Like the original digiStorm, digiStorm HD is centered on Brainstorm Multimedia's eStudio virtual studio software program. eStudio allows users to create an entire virtual studio within a user-friendly interface. It features an array of plug-ins, including VS Virtual Studio, used to construct simplified virtual studios; VS/RCG Virtual Studio, for construction of both a simplified virtual studio and real-time computer graphics; Maya 3ds XSI, which enables 3D files and data to be imported from Maya, 3ds max, and Softimage XSI; ifCalib camera calibration software; PPEX Presentation, allowing the importation of data from Microsoft Excel and PowerPoint; and a library of virtual studio sets.

Included within digiStorm HD is FOR-A's VRP-70HS HD/SD virtual processor/chromakeyer, which accepts the input of images from high-definition and standard-definition cameras and combines 3D computer graphics linked to the camera parameters. It is ideal as an HD chromakeyer, with up to 16 inputs and 12 outputs. digiStorm HD also comes with FOR-A's VRP-RU remote control unit for centralized control over the VRP series. Other devices included with the HD version of digiStorm include: FOR-A's DWC-100 digiWarp controller, a centralized data processing device for camera parameters; Brainstorm Controller, which enables integrated control over multiple numbers of digiStorm and studio equipment; and a choice of the HANABI HVS-1000HS or HVS-3000 series switchers.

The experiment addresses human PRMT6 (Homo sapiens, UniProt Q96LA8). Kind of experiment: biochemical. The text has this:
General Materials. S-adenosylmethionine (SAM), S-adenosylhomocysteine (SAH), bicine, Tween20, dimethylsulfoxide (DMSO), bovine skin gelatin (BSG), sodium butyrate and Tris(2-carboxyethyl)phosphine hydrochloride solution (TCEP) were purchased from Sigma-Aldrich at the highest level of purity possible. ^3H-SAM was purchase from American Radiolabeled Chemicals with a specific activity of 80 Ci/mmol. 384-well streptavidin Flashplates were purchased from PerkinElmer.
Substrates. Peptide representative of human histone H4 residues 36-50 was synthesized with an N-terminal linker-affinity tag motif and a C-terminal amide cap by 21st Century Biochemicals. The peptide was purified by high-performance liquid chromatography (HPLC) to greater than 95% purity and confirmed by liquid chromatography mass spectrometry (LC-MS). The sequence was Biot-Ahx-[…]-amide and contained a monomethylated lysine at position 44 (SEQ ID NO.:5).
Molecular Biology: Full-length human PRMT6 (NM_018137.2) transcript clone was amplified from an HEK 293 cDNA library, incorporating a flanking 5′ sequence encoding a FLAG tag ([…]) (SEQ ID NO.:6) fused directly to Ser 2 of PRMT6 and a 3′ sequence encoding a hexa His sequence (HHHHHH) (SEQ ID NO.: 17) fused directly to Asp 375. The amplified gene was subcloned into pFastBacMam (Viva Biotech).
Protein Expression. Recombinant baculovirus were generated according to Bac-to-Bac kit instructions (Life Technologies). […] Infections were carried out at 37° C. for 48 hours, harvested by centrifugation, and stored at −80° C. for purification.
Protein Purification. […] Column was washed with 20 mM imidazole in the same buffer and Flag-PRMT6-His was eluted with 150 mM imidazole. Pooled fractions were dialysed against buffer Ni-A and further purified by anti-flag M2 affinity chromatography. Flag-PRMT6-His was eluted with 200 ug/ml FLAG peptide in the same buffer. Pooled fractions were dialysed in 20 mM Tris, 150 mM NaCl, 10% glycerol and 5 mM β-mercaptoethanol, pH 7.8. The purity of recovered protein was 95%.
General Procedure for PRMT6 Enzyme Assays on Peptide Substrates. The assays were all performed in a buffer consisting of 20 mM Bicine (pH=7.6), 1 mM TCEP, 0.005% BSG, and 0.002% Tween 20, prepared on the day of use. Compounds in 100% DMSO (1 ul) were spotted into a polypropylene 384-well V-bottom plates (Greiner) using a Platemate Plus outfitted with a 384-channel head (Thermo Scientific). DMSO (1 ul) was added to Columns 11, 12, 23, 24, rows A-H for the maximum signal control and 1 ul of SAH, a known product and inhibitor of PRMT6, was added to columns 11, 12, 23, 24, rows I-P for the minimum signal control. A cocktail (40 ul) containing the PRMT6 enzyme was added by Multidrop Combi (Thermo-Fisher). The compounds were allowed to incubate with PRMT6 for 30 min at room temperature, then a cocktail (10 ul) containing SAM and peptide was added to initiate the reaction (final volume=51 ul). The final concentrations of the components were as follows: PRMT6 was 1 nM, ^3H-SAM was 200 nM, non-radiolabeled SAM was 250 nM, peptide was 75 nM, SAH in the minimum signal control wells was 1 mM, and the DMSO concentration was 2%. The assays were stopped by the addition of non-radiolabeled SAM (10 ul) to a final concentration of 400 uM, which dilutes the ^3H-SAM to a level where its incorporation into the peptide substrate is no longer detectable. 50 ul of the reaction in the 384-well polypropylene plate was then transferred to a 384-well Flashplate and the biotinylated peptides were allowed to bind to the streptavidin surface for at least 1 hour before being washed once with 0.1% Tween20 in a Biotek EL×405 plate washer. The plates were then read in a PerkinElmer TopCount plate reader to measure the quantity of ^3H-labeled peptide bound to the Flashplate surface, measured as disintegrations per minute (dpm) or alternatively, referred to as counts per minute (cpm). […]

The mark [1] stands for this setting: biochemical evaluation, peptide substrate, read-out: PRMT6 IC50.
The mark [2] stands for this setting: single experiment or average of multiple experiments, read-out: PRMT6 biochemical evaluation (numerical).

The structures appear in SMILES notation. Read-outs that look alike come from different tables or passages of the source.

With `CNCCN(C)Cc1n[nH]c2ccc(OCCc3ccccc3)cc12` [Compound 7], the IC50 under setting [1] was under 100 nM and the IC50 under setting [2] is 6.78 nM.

www.for-a.com

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EventDV Spotlight Survey #2 RESULTS: How do you price your services and packages?

Results: